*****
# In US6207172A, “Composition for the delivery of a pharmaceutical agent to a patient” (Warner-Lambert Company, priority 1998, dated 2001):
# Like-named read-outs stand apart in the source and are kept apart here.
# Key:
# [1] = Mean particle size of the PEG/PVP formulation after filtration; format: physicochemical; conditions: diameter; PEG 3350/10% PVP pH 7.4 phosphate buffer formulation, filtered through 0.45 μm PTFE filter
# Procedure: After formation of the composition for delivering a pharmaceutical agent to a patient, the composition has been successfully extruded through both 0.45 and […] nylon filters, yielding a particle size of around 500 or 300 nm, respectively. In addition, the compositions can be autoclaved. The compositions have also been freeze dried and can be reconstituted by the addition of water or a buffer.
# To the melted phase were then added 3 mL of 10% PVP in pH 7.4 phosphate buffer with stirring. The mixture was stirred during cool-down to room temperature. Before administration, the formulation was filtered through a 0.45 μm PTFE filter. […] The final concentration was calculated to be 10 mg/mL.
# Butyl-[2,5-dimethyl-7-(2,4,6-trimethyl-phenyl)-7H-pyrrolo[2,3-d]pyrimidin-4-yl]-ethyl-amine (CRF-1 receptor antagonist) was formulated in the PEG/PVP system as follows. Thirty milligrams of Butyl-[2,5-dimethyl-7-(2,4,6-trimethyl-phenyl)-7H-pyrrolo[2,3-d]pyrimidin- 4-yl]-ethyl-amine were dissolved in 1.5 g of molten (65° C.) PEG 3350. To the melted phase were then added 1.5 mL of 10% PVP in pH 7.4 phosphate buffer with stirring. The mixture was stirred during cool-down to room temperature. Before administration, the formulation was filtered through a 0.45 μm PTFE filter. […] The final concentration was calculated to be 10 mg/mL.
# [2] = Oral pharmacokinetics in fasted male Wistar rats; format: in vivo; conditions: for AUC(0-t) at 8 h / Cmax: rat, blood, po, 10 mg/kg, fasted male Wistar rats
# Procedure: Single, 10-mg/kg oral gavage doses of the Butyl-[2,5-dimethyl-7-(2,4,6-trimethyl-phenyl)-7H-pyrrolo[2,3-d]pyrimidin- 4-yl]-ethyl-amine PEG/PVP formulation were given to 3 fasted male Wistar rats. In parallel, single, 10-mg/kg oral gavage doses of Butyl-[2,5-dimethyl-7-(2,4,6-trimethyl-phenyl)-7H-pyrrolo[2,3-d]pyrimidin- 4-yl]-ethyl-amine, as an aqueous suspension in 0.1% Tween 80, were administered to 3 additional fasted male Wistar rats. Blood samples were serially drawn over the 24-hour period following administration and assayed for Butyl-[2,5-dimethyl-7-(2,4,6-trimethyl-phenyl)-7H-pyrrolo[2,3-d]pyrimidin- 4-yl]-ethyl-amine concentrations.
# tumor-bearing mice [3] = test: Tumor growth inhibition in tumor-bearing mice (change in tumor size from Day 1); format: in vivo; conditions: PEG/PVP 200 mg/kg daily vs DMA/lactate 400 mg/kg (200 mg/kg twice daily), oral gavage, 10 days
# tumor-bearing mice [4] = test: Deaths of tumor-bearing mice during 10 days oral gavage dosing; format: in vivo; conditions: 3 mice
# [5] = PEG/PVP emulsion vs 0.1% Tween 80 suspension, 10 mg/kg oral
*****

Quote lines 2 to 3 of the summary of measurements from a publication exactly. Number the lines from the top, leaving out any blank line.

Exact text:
# Like-named read-outs stand apart in the source and are kept apart here.
# Key: